As the name suggests, the primary function of antifreeze is to stop your car’s coolant freezing (with coolant being a combination of water and antifreeze). Everything from your standard variety Ford Fiesta, to premium cars like the Jaguar F-Type relies on this liquid, but to understand what it is, we need to know what it does.
There are channels inside an engine which allow coolant to circulate, removing excess heat from the engine block. The heated mixture is then taken via connecting pipes to a radiator, where heat is removed from the fluid. It is then pumped back into the engine to begin the whole process again.
The problem is, when you turn your engine off, the fluid stops moving and the engine begins to cool. It’s especially important to keep an eye on your coolant if you live somewhere where temperatures drop below freezing. If the water in the coolant channels freezes, it can expand and cause stress on the engine block. The knock on effects of which can result in a wide range of problems, including coolant leaks or even a warped cylinder head.
On top of lowering the freezing point of the mixture, antifreeze also serves another purpose – it acts as a lubricant/projector for the engine internals. Most engines are made from either iron, or aluminium, both materials which can be eroded by water. Therefore, modern antifreeze coolant contains chemicals which protect the internals of and engine from corrosion – including the water pump, which is often located in awkward places that make repairs expensive.
How do you check your car’s coolant level?
Well, there are two common ways to do this, and it depends on the cooling system your car has. Firstly, there are systems which have a coolant reservoir allowing the coolant level to change as the system heats up without dumping fluid. To check the level of a system like this, follow the steps below:
Check engine coolant on cars with a reservoir
- 1. Let the engine cool completely as the system becomes pressurised under use.
- 2. Use your handbook to locate the position of the coolant reservoir in the engine bay.
- 3. Open the bonnet and locate the coolant reservoir, if you do not have the hand book, it is normally on one side of the engine over a wheel arch.
- 4. On one side of the reservoir there will be a minimum and maximum mark to indicate where the level of the coolant should be (these are usually for when the coolant is cool), use these to check the level of the fluid.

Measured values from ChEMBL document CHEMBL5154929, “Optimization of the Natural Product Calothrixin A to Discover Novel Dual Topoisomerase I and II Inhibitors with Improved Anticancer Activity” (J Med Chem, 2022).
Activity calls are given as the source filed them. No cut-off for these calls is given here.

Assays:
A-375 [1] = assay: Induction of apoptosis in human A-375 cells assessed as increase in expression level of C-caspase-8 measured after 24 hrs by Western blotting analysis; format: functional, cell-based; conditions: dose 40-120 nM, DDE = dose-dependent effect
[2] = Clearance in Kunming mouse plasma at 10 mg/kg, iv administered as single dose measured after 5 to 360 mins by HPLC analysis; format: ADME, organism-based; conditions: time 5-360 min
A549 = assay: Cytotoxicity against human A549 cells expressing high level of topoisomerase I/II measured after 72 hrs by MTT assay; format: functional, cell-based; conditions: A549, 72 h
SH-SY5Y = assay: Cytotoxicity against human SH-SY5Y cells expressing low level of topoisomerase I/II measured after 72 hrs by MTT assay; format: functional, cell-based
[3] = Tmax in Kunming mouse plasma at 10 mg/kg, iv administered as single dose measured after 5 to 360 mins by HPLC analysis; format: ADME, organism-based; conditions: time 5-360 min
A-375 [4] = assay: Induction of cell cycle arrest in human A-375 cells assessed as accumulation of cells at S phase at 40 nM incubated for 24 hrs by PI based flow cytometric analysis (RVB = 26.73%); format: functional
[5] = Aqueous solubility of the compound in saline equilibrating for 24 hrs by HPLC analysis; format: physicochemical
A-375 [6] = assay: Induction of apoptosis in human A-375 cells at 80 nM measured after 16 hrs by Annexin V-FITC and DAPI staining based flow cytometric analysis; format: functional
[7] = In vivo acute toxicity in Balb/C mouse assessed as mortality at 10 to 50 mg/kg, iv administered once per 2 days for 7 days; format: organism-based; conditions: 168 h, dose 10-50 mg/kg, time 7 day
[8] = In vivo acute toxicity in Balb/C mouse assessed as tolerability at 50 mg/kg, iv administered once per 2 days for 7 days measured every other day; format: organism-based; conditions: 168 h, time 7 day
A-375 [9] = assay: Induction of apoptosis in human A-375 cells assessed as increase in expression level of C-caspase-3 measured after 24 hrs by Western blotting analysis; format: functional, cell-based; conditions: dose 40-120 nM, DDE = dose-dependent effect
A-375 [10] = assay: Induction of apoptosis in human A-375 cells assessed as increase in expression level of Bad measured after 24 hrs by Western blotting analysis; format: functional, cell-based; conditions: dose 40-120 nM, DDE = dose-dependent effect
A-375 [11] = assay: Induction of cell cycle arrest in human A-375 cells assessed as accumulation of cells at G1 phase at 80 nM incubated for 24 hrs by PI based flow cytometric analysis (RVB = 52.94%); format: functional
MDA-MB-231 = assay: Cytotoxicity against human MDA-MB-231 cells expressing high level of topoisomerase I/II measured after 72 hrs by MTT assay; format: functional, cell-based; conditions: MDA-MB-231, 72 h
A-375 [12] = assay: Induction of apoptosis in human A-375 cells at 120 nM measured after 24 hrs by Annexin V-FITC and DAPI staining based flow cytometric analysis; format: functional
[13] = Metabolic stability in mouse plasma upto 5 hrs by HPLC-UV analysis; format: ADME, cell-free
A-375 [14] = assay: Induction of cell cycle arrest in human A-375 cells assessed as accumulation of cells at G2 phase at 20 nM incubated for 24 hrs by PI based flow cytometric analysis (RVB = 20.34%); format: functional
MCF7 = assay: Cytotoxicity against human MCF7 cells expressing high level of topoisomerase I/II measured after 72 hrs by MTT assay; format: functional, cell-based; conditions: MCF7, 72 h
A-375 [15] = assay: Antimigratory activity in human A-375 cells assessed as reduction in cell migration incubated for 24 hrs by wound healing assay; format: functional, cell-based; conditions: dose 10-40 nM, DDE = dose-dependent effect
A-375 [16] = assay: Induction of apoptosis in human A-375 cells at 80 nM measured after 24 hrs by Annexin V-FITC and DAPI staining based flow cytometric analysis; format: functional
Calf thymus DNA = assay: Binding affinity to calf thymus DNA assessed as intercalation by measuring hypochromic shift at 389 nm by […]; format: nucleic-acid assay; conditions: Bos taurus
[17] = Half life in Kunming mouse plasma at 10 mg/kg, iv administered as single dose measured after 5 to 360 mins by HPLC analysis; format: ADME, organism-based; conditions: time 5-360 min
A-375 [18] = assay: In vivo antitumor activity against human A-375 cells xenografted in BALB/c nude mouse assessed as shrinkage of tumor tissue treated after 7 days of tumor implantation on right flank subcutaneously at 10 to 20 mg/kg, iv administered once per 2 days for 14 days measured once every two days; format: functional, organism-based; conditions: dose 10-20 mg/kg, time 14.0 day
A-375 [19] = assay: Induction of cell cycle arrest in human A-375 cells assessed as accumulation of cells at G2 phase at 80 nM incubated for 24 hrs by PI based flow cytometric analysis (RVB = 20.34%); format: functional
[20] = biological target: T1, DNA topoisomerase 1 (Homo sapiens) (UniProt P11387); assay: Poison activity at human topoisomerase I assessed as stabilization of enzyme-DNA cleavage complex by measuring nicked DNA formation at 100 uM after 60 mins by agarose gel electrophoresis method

Check engine coolant on cars without a reservoir
There are also systems which do not have a reservoir. They may have an overflow tank where water can be released to, but it cannot return to the engine.
- 1. Similar to above, let the engine cool completely as the system becomes pressurised under use.
- 2. Open the bonnet and locate the radiator – it is usually at the front of the engine. If you cannot find it, fall back to the car’s handbook for instructions.
- 3. Get a rag or old tea towel and carefully undo the cap on top of the radiator. If you have not waited long enough for the engine to cool, steam may be released, so be careful.
- 4. With the cap removed, look into the radiator, the coolant should be up to the top.
If, after checking coolant level of your car it is below the minimum, you will either need to top it up, or even better, drain the system and replace the coolant. A mechanic will be more than happy to replace your engine coolant for you.
If you decide to do the work yourself, there are a couple of things to bear in mind. Firstly, most modern cars have completely sealed systems, meaning coolant should only need replacing if there has been a leak, so it may be worth investigating that sooner rather than later or the problem may continue to get worse. Also, the different types of antifreeze do no mix and can have adverse effects on your car, so make sure you get the correct one.
Have you had any coolng related horror stories? Let us know in the comments below…